When you visit the Diabetes Centre in Witbank you will meet the team involved in your diabetes care. It is very important to early on establish a good relationship with each of the members for maximum support during your diabetes journey. Your dietician is a crucial member of the team as the quality and quantity of the foods you choose to enjoy will have a negative or positive effect on your glucose levels, cholesterol levels, blood pressure and overall health. Here is a list of ten things every patient should know before they see the dietician:
Tips for Better Diabetes Management
The question – “What diet should I follow?” – has perhaps never been more confusing, more controversial, or more stressful. There are more diets, diet books, diet opinions, and news headlines than ever before. In reality, no single “diet” trumps them all, especially for people with diabetes – all approaches have their pros and cons, whether you’re talking about health effects (e.g. blood sugar, blood pressure, cholesterol), cost, convenience, or taste. So instead of a “diet,” we need to rather think about eating in terms of what science is considering to be healthy.
Even though each individual with diabetes will have his/her personal food preferences and will follow a unique lifestyle, we can still have a good solid foundation in terms of proper nutrition for diabetes.
A Starting Point: Brainstorming Your Eating Patterns
When you see your best blood sugars (ideally 5 – 8mmol/L) 120 minutes after a meal, what did you eat? How did you eat? When and where did you eat? How did you manage your diabetes around these times?
When you see higher blood sugars (over 8mmol/L) 120 minutes after a meal, what did you eat? How did you eat? When and where did you eat? How did you manage your diabetes around these times?
As you look at your answers, can you pull out some common themes or patterns? Can you write some rules or guidelines for making better mealtime choices?
If you are struggling to identify patterns, I recommend taking a few days to record what you’re eating, along with doing blood glucose tests before and 120 minutes after your meals. The ultimate goal is to come up with a list of eating principles that helps keep your blood glucose in check, gives you enough energy, and is realistic in day-to-day life.
Everyday challenges and how to overcome them
It’s critical to understand where your pitfalls are and how to overcome them. Here patients have listed five biggest obstacles, as well as some of the ways they try to overcome them. You may find it helpful to make a similar table for your own obstacles.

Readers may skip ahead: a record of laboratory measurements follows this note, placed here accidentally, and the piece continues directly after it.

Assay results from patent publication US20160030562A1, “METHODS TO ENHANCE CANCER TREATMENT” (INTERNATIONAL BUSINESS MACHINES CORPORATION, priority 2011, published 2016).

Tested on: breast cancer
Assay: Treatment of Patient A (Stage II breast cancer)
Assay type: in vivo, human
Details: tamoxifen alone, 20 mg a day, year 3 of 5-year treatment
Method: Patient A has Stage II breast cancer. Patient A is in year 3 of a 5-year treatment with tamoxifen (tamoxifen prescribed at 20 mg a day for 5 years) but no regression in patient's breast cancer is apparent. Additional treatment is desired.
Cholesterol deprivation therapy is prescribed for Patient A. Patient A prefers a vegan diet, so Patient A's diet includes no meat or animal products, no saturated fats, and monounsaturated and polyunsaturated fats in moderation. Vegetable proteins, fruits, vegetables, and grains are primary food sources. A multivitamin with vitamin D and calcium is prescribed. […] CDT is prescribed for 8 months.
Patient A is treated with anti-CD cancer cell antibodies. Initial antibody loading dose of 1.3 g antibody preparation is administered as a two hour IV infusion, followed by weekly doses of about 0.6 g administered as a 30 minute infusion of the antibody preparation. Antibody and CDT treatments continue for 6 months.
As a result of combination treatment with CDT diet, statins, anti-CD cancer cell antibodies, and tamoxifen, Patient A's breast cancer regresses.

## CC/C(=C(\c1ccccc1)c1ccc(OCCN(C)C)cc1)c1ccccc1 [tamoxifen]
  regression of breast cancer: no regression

– Choose salads or chicken/fish with a side of vegetables
– Read nutrition facts/labels, when available
– Substitute salad or vegetables in place of potatoes (including French fries or chips) or pasta
– Avoid the white bread
– Ask for sauces/dressings on the side
– Drink lots of water
– Remember you don’t have to clean your plate
– Ask for a bowl of berries for dessert
– Have predictable go-to snacks when on the run: almonds, peanuts, pumpkin seeds
Resisting bad food choices when they are readily accessible
– Keep junk food out of the house
– Eat at home before attending an event where unhealthy food will be served
– Fill up on the healthy stuff first
– Mentally link enough pain to eating the bad food (“I will regret eating this”) and pleasure to making the better choice (“This is making me healthier”)
– Remember what the unhealthy food tastes like (“Yes, I know what mint chocolate chip ice cream tastes like”) and appreciate that you don’t have to eat it just to experience the taste again.
Avoiding boredom or feelings of restriction.
– Use cookbooks, recipe websites, or food blogs to find tasty, healthy food options that fit with these commandments
– Substitute half of the flour for Oat Bran when making baked goods
– Use whole wheat pasta instead of normal pasta
– Make reasonable exceptions once in a while (see #5)
– Make healthy eating a major priority alongside all the other time demands in your life
– Have a variety of fast, go-to recipes – such as steaming frozen vegetables, smoothies with frozen fruit, scrambled eggs, ground chicken with vegetables, sautéed salmon or tinned fish
– Make a grocery run for everything you need for a week
– Buy frozen products: vegetables, fruit, fish, and chicken
Set ground rules for your exceptions ahead of time – otherwise, it’s easy to fall into the trap, “Just this one time.” For example
– I break the sugar commandments when I’m doing long bike rides
– I break the white rice/<30 g carb commandments when eating sushi, one of my favorite foods
One tough thing about eating is that very small errors in judgment, repeated consistently, add up to big health risks over time. It can be hard to see these in the moment, and often, we don’t even realize that we’re making a bad choice. Add to that an ever confusing nutritional landscape, crazy fad diets, and unrealistic expectations, and it’s pretty stressful out there! That is why it’s so important to visit your dietician to help you set realistic expectations and to help you with practical advice to manage your diabetes the best way you can.